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My Lords, the noble Lord, Lord Griffiths, paints a romantic and nostalgic picture of the local press, and he is right to do so. But, in trying to solve the problems that face us in somehow helping the Burry Port Star, we must beware. The press owners have come with a begging bowl. They earlier proclaimed their resistance to any government interference, but quite ready to dip their hands into the public purse are very large and rich companies, many of which have delivered redundancy after redundancy to local papers in favour of their shareholders.
That is one of the reasons why local journalism is in the state that it is in. I also suggest that the National Union of Journalists might be added to the list of people to consult that the Minister read out. There is a serious challenge to local media. Dame Frances set it out very bleakly in her report and the Minister repeated it. There is massive technological change and that impacts on how news is received and—particularly with the under-25s—how it is digested.
I welcome some of the actions announced by the Minister to refer some of the recommendations to relevant bodies. However, the ambitions of the Government and newspaper proprietors would be more credible if they had not been so eager to bury the Leveson report and ignore its call for the establishment of a regulator set up by royal charter which could do many of the tasks called for in this report.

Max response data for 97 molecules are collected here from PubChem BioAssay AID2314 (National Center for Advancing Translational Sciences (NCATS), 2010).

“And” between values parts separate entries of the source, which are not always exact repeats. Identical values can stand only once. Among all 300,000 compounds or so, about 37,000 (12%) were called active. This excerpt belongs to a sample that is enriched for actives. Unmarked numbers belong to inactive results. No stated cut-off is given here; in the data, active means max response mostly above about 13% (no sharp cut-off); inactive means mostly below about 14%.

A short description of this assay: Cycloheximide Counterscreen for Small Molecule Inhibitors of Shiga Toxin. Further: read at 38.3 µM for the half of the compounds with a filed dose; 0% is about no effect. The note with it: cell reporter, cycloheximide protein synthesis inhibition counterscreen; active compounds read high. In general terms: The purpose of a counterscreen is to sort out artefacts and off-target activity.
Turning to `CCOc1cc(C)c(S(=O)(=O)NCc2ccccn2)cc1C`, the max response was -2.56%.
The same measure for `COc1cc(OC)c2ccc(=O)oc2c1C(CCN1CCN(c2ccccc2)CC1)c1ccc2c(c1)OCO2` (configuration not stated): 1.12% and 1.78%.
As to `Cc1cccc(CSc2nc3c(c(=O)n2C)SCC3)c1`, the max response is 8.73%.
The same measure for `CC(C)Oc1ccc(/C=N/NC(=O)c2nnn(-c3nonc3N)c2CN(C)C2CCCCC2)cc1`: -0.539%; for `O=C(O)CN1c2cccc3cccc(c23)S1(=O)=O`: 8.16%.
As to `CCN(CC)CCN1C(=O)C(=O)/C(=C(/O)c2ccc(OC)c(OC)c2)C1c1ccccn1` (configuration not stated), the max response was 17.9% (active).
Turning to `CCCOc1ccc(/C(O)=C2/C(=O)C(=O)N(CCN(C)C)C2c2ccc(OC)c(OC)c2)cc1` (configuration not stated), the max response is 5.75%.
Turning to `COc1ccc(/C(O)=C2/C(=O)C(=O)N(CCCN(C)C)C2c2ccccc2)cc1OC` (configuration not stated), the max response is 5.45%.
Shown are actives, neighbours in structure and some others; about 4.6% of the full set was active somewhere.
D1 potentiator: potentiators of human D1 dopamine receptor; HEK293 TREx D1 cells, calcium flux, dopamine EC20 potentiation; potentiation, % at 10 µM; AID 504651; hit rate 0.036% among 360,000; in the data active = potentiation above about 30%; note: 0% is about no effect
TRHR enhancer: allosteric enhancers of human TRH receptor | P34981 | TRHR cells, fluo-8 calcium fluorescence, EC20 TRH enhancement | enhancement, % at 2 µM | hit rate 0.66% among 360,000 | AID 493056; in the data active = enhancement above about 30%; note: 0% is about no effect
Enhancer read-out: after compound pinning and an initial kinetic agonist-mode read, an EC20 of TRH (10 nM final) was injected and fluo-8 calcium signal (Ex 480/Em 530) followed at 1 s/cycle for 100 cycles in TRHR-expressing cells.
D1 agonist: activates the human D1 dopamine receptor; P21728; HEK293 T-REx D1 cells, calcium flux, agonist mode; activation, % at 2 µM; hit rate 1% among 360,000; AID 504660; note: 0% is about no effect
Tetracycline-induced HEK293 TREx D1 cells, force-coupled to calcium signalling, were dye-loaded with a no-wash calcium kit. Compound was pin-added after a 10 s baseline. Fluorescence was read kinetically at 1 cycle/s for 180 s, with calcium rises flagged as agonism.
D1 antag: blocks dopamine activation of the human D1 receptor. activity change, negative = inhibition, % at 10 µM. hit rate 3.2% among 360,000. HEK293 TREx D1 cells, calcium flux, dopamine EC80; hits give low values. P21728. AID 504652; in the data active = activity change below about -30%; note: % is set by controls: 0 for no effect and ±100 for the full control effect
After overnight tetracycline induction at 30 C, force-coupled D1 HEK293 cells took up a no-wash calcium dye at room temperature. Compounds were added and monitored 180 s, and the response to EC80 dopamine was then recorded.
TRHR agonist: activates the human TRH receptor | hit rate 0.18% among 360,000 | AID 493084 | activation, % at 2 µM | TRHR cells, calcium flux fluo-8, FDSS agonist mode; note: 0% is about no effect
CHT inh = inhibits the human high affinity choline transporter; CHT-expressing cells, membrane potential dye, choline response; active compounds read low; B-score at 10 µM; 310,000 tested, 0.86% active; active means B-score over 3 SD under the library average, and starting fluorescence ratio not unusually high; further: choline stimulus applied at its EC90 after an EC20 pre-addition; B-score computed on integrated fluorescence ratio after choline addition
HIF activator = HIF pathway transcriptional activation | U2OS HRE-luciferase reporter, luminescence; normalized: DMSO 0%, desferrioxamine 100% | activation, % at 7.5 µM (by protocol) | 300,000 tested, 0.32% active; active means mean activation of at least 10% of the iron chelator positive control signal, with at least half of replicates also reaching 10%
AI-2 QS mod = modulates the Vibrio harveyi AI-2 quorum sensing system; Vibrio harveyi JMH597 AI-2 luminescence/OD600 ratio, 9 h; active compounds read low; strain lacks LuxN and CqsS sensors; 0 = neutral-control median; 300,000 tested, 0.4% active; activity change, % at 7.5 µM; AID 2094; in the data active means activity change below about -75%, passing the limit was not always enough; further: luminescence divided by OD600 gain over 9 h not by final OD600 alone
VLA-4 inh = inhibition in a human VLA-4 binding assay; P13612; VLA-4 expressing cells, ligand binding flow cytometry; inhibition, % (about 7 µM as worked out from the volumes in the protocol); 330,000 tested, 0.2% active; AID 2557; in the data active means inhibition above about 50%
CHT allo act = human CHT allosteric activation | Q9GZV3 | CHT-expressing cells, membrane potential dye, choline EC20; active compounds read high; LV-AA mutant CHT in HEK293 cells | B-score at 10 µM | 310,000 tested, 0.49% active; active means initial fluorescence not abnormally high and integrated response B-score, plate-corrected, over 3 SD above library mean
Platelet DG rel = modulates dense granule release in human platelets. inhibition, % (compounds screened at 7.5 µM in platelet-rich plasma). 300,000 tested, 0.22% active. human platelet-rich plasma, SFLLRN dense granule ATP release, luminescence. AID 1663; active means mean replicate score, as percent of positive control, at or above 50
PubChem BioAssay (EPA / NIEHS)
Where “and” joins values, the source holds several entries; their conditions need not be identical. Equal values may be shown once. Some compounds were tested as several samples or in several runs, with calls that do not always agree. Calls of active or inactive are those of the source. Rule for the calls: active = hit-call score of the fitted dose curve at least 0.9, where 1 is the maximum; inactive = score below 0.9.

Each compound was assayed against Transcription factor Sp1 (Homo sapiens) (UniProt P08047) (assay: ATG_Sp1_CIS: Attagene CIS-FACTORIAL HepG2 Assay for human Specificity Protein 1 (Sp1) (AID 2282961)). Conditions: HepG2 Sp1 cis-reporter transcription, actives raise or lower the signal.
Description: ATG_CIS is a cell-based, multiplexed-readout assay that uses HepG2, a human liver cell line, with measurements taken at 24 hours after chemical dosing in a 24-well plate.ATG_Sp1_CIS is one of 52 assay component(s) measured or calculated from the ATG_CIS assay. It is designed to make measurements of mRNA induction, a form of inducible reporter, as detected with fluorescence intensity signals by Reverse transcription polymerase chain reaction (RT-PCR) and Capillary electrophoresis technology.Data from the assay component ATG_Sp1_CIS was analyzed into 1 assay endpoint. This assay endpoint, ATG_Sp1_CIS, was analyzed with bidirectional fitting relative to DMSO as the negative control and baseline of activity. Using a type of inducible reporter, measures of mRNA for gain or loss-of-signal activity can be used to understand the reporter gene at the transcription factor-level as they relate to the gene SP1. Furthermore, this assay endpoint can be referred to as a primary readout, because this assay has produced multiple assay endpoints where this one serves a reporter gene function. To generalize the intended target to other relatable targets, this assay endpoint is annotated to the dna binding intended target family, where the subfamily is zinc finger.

As I said, freedom from Government does not seem to stop the press barons from dipping into the public purse. Therefore, although I welcome the recommendations on digital and media literacy, online advertising and news quality obligations, we should be hard-nosed about how and where tax relief and innovation fund money is spent. It is not there simply to line the pockets of Newsquest, JPI Media and Reach, which are all big, profitable companies that have taken the lion’s share of the existing Local Democracy Reporting Service, which costs the BBC £8 million.
Some of the powers advocated in this report could be taken on by the Press Recognition Panel, the independent body established by Parliament under royal charter. The recommendations on how to bring the FANGs within the rule of law go wider than the issues covered by this report but its recommendations on new codes of conduct for online platforms are to be welcomed.
But what do we find in the report? As usual, it is a quick dive to try to weaken the BBC. In almost 40 years of being involved in this I have explained to various media proprietors that 90 years ago a Conservative Government had the common sense to nationalise the BBC as a public service broadcaster with a mandate that consciously distorted the market in favour of public service broadcasting. They want to have a go at the BBC online because it carries the same credibility and weight as the broadcast BBC. I hope that although the Minister has asked Ofcom to look at this, Ofcom will be very sceptical about trying to weaken one of the strongest public service journalism outlets in this country, one which should be defended.
I hope also that the Minster will use his good influence to secure a full day’s debate in this House. This is an important report; so is the one published today by the Press Recognition Panel. This is an ongoing debate and the knowledge that exists in this House would be of benefit in taking a very wide agenda forward.